Lehigh University
Lehigh University


A renowned mentor enjoys his first homecoming

People who struggle with math or science, says Bagayoko, often need just a well-chosen background course or two to develop their innate capabilities.

In December 1977, when he completed his M.S. in physics at Lehigh, Diola Bagayoko was consumed with the desire to leave Pennsylvania for a warmer climate.

“I told everyone I was going to the West Coast or the South because I could no longer take the winter cold,” Bagayoko recalls.

Last week, now an internationally renowned teacher and researcher, Bagayoko returned for the first time to his alma mater.

As the Southern University System Distinguished Professor of Physics in Baton Rouge, Louisiana, Bagayoko has published more than 90 journal articles in theoretical physics while helping develop the BZW (Bagayoko Zhao Williams) method of calculating the bandgaps of semiconductors and insulators.

As founder and director of the Timbuktu Academy, Bagayoko has helped prepare hundreds of middle- and high-school students for careers in science, technology, engineering and mathematics.

Bagayoko was invited to Lehigh by the physics department to give a presentation titled “Ab-Initio, Self Consistent, Predictive Calculations of Electronic Properties of Semiconductors.”

Critical preparation at Lehigh

In an interview, he credited much of his success to the counseling he received from his physics professors at Lehigh. By emphasizing student mentoring and academic advisement, he says, his professors helped him lay a foundation for future success.

Bagayoko arrived at Lehigh in 1976 from his native Mali in northwestern Africa, where he had earned a B.S. in chemistry and physics from the Ecole Normale Supérieure in Bamako.

After enrolling, he met with Prof. Shelden Radin, adviser for new graduate students. Radin concluded that Bagayoko was well-prepared in many areas of physics and mathematics but deficient in two—classical electrodynamics and complex variables—that were necessary for Ph.D.-level coursework.

“As a result,” says Bagayoko, “I took classical electrodynamics under one of the best professors I ever met, James McLennan. I loved that course. The lowest grade I got on any exam was 98 or 99.”

Radin’s advice taught Bagayoko never to make assumptions about a student’s background or to underestimate the importance of advising.

“Of the 10 strands of systemic mentoring that characterize the Timbuktu Academy,” he says, “the third is comprehensive scientific advisement to learn what the student does and does not know and, based on that, to design the student’s courseload.”

The success of the power law

Founded in 1990, the Timbuktu Academy has twice received the U.S. Presidential Award for Excellence in Science, Mathematics and Engineering Mentoring. Bagayoko himself has received the Lifetime Mentor Award from the American Association for the Advancement of Science.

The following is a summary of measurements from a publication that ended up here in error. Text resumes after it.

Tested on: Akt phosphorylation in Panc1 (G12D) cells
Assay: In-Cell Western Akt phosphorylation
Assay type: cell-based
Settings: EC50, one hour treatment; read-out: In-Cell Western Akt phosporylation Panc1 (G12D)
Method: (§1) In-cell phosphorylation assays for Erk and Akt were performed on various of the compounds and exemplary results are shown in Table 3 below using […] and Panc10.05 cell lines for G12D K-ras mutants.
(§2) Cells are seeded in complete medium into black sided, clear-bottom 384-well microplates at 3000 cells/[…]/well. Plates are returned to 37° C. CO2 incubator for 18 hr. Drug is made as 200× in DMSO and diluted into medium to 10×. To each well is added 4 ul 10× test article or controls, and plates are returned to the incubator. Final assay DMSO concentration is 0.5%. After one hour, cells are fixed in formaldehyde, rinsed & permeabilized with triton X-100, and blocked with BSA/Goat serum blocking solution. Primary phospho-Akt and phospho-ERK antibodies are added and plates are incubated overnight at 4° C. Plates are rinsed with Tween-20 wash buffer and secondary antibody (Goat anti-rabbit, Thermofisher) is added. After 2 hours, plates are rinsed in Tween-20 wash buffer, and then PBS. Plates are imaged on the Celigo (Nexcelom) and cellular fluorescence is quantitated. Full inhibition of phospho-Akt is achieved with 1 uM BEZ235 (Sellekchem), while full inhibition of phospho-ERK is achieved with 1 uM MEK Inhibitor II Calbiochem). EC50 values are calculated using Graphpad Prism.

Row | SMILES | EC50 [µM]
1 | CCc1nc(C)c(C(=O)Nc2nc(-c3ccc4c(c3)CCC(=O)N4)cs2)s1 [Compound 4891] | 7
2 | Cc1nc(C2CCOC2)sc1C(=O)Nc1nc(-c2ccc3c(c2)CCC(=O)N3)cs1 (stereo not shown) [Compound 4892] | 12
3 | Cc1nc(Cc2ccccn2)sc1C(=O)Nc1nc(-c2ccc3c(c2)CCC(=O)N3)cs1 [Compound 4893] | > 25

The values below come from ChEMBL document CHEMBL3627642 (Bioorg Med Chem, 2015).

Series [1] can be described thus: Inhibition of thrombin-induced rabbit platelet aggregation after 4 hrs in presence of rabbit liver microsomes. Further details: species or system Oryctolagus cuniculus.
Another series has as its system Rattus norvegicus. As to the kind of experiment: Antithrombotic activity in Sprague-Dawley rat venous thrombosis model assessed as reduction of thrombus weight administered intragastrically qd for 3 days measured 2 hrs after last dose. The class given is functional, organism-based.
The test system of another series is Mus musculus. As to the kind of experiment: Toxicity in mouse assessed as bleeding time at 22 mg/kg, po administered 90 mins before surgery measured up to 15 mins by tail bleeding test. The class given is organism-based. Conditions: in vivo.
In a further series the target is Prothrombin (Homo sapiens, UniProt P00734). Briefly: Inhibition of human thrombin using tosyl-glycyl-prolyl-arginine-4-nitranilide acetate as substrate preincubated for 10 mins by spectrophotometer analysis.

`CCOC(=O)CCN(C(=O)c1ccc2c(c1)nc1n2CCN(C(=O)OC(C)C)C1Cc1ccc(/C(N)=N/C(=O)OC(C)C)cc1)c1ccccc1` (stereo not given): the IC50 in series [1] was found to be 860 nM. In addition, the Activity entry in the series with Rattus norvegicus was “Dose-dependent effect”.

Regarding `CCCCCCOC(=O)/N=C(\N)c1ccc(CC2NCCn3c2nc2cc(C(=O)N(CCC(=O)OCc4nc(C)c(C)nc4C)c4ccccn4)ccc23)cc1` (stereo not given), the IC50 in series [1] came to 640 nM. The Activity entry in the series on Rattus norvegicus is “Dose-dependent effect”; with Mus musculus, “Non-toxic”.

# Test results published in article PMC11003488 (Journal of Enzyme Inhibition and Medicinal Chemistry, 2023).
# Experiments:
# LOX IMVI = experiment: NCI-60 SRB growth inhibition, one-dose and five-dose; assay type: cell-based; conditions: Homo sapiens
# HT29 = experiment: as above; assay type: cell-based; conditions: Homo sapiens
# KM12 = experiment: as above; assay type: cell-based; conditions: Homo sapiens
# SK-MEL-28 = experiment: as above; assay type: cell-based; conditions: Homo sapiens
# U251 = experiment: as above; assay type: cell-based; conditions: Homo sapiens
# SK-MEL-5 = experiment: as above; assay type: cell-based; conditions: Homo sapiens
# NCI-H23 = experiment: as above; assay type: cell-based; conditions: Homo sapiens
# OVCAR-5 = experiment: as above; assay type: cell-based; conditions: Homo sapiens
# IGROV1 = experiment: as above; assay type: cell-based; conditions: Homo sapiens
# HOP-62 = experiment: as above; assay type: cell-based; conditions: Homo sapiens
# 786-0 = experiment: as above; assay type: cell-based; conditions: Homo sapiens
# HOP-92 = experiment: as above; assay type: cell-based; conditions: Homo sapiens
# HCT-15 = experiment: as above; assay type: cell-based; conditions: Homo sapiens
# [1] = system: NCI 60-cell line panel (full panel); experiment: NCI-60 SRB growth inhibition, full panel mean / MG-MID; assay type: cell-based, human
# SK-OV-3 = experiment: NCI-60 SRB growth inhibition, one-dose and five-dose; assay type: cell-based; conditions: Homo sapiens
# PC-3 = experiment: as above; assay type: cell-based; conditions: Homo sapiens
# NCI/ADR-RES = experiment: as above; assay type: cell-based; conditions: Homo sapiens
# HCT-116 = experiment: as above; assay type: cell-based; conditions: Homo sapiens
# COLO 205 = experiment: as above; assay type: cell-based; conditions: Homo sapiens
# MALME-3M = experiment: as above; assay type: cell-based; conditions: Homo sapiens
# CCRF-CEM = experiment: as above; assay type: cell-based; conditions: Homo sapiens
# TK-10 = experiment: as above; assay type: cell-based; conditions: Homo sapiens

More than 2,000 K-12 students and 500 college students have completed the academy’s summer program in mathematics and science. Eighty percent of the high school students in the program have gone on to study science, technology, engineering and mathematics (STEM) subjects in college. Sixty percent of the Southern University students have gone on to pursue graduate degrees in scientific fields.

Every student entering the academy receives a two-page handout describing the “power law of human performance.” Proposed in 1926 and extended by Bagayoko to mathematics and science, the law says knowledge is acquired methodically and cumulatively by mastering a series of increasingly difficult tasks and concepts.

The power law, says Bagayoko, is vital to mastering mathematics and science.

“The power law says first that if you don’t devote adequate time to your studies, you are joking. In STEM subjects, everything is linked. What is in ‘a’ is needed to understand ‘b’ and both are needed to understand ‘c’.

“If you do run into difficulty after devoting adequate time, it is not because you are not intelligent. Instead, there are background materials somewhere that you are missing. That’s all. And you may not be able to know, on your own, what those materials are.

“That is why I remember so well my advisement session with Prof. Radin.”

Never far from Lehigh

Bagayoko’s students have gone on to faculty positions at top universities, and he has won consistent funding from the National Science Foundation, NASA, the ExxonMobil Foundation and others. A grant from NSF’s Louis Stokes Alliance for Minority Participation has enabled him to replicate the Timbuktu Academy’s model to other Louisiana schools. In 2006, Bagayoko was profiled in Science, the nation’s premier scientific journal, and in 2010, he was featured in Lehigh’s Alumni Bulletin.

None of this might have happened, he says, were it not for McLennan, Yong Kim and other physics professors, who helped him gain admission to the doctoral program at Louisiana State University.

When he realized in December 1978 that he needed to live in a warmer climate, Bagayoko says, he had not yet applied to any doctoral programs.

“I didn’t know that one had to do this two semesters ahead of time,” he says. “Because of this, my graduate study was basically terminated.

“However, Prof. Yong Kim, Prof. McLennan and some other faculty members and staff took it upon themselves to arrange for me to go to LSU. What I did was simply pack and go.

“If you’re doing critical pathway analysis, you can see that without this incident, a lot of the things that brought notoriety to Timbuktu Academy and to me would not have happened.

“So coming back to Lehigh is a true homecoming. No question about it.”

Video and photos by Karl Brisseaux ’11

Story by Kurt Pfitzer

Posted on Tuesday, March 27, 2012

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